Jennifer, I'm a recovering flashaholic, so got rather deep into battery performance a year back. My comments here are not Delorme specific, but general. Mostly targeted at AA and AAA cells, but may furnish some background info.
Loooong story short, I settled on Eneloops (which are NiMH chemistry) in most my AA devices for several reasons: 1) they're safe 2) they don't leak in gear 3) they're easy to recharge 4) they hold charge a good long time 5) they're inexpensive 6) they can dump a lot of energy when they're called upon to do so. But to use these batteries well, one needs a good charger that can every once in awhile refresh the batteries. I use the Maha C-9000, an often recommended charger.
That said, for short backpacking trips (ie, no recharging needed), my Eneloops get laid aside in favor of AA lithium primaries (the NON-rechargeable lithium cells you buy off the shelf in stores) because of their 1) light weight 2) very excellent power.
I explored the rechargeable lithium route briefly (18650s) and on my first attempt, got an overheating cell. That soured me on the experience and I backed out, decided I'd live with lower performance for increased safety. Now there are scads of people who recharge li-ion successfully so I'm definitely an outlier there. My thinking was I'd be using 18650s for headlamps, and given the $$ I've spent on education, I decided I just didn't need that much power <1" from my brain. Again, loads of people use Li-ion on their headlamps with zero problems, so just a personal call.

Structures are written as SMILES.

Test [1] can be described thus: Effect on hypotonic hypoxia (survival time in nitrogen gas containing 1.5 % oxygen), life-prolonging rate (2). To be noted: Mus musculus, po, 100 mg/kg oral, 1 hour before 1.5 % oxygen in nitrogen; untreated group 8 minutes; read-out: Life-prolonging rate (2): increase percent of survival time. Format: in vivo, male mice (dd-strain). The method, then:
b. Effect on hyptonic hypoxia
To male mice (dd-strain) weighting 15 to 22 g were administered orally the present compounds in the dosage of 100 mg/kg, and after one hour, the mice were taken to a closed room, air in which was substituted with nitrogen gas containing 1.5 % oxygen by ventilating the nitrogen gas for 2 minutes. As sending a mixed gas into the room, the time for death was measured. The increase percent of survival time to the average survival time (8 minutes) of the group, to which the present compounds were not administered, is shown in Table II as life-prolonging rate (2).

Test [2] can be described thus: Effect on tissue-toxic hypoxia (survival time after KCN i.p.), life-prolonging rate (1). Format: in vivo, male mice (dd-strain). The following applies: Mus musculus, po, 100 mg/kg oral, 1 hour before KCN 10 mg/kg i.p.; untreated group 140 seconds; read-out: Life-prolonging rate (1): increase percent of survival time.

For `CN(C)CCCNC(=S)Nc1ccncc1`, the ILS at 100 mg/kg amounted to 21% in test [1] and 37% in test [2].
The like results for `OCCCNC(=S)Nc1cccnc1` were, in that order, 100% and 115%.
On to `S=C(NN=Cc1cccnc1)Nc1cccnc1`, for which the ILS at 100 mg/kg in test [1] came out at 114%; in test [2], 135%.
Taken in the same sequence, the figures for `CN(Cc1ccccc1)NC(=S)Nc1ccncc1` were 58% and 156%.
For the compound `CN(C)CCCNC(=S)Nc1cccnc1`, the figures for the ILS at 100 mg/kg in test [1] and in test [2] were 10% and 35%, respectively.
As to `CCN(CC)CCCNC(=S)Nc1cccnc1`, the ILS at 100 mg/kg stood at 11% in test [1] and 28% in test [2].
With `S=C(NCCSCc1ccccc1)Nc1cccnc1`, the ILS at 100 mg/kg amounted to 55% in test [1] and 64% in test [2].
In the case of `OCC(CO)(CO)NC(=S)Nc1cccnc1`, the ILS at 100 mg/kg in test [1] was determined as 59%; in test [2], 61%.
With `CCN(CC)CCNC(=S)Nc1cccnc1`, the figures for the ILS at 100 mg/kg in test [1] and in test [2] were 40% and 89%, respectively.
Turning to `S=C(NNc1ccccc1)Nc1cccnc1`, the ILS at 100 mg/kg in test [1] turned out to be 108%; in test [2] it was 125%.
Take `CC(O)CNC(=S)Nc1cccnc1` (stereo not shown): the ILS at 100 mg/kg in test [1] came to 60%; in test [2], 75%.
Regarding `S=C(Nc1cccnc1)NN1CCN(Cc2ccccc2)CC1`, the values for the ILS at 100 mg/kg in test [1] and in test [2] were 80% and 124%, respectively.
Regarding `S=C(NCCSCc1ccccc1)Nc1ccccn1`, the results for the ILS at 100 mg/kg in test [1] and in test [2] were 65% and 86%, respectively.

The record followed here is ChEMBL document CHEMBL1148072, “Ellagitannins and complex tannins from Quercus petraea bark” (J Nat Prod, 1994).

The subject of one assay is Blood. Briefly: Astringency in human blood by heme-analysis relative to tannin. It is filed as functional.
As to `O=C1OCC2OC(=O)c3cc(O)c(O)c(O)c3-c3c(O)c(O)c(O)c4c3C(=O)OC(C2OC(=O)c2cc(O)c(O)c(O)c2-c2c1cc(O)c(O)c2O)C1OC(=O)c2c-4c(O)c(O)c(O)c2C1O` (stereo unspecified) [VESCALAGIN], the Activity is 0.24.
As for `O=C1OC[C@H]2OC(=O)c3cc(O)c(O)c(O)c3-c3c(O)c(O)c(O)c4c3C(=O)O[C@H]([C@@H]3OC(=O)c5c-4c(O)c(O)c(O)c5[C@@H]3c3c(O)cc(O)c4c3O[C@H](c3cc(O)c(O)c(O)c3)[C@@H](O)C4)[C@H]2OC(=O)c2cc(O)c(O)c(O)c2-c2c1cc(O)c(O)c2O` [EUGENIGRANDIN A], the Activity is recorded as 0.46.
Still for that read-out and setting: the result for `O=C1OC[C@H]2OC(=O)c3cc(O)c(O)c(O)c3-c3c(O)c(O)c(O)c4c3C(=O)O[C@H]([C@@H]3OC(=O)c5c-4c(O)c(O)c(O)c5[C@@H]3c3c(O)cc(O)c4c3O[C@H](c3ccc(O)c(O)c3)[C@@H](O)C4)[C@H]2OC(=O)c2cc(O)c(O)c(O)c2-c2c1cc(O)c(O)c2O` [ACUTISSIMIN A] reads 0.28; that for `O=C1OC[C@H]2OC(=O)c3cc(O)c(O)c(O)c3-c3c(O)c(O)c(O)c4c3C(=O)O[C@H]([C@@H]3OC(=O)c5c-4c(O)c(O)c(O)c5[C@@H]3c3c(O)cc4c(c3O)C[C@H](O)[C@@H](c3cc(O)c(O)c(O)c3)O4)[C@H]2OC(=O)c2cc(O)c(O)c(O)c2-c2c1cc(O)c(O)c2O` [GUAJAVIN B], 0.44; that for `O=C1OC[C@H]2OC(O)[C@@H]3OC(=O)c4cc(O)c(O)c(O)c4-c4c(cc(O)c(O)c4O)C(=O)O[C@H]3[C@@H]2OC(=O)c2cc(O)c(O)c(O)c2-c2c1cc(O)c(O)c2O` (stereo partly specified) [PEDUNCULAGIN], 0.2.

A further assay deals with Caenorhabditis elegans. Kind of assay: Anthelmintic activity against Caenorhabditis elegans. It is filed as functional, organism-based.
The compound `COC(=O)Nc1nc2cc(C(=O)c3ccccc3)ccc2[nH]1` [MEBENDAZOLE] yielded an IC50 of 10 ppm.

You don't wear your Delorme on your head, so...probably not an issue for you.
The area you want to be careful with rechargeable li-ions (well, all cells, but be especially cautious with rechargeable li-ions) is a multi-cell device, where you mistakenly insert a depleted or nonfunctional cell, and other full-charge cell(s). That's the sort of situation where the fireworks can happen, when the full cell(s) tries to charge the dead cell. Not good.
Whatever cell chemistry you use, and particularly in multi-cell devices, be certain to learn how to check charge in all your cells and try to match cells for capacity. (A good charger like the Maha for NiMH makes this easy.)